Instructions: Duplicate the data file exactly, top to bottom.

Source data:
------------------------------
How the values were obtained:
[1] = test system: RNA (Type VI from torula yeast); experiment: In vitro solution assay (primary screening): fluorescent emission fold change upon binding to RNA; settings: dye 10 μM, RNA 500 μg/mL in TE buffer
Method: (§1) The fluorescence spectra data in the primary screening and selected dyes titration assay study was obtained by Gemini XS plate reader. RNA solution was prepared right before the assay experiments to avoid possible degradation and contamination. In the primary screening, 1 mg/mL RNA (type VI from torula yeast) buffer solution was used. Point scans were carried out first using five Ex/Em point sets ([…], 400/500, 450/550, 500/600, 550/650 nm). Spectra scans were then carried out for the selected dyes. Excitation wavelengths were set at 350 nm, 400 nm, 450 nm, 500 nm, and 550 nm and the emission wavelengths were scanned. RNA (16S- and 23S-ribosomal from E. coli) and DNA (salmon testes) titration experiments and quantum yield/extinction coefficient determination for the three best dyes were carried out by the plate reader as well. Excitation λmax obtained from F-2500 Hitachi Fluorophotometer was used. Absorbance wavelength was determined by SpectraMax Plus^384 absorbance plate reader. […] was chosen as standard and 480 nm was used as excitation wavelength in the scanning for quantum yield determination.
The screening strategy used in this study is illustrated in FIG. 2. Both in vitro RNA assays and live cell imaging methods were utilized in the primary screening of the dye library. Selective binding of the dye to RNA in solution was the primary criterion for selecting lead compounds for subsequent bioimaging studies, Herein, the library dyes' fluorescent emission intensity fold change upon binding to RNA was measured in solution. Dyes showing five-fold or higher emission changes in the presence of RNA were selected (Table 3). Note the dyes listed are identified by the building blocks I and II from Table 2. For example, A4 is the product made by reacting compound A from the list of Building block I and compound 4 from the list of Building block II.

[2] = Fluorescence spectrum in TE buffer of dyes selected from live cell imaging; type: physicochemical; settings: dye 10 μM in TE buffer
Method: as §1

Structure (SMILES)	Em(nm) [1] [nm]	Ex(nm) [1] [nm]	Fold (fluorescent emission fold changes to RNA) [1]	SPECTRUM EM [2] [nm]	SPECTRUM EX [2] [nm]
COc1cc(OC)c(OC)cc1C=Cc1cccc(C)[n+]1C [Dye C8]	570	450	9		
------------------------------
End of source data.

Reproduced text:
How the values were obtained:
[1] = test system: RNA (Type VI from torula yeast); experiment: In vitro solution assay (primary screening): fluorescent emission fold change upon binding to RNA; settings: dye 10 μM, RNA 500 μg/mL in TE buffer
Method: (§1) The fluorescence spectra data in the primary screening and selected dyes titration assay study was obtained by Gemini XS plate reader. RNA solution was prepared right before the assay experiments to avoid possible degradation and contamination. In the primary screening, 1 mg/mL RNA (type VI from torula yeast) buffer solution was used. Point scans were carried out first using five Ex/Em point sets ([…], 400/500, 450/550, 500/600, 550/650 nm). Spectra scans were then carried out for the selected dyes. Excitation wavelengths were set at 350 nm, 400 nm, 450 nm, 500 nm, and 550 nm and the emission wavelengths were scanned. RNA (16S- and 23S-ribosomal from E. coli) and DNA (salmon testes) titration experiments and quantum yield/extinction coefficient determination for the three best dyes were carried out by the plate reader as well. Excitation λmax obtained from F-2500 Hitachi Fluorophotometer was used. Absorbance wavelength was determined by SpectraMax Plus^384 absorbance plate reader. […] was chosen as standard and 480 nm was used as excitation wavelength in the scanning for quantum yield determination.
The screening strategy used in this study is illustrated in FIG. 2. Both in vitro RNA assays and live cell imaging methods were utilized in the primary screening of the dye library. Selective binding of the dye to RNA in solution was the primary criterion for selecting lead compounds for subsequent bioimaging studies, Herein, the library dyes' fluorescent emission intensity fold change upon binding to RNA was measured in solution. Dyes showing five-fold or higher emission changes in the presence of RNA were selected (Table 3). Note the dyes listed are identified by the building blocks I and II from Table 2. For example, A4 is the product made by reacting compound A from the list of Building block I and compound 4 from the list of Building block II.

[2] = Fluorescence spectrum in TE buffer of dyes selected from live cell imaging; type: physicochemical; settings: dye 10 μM in TE buffer
Method: as §1

Structure (SMILES)	Em(nm) [1] [nm]	Ex(nm) [1] [nm]	Fold (fluorescent emission fold changes to RNA) [1]	SPECTRUM EM [2] [nm]	SPECTRUM EX [2] [nm]
COc1cc(OC)c(OC)cc1C=Cc1cccc(C)[n+]1C [Dye C8]	570	450	9		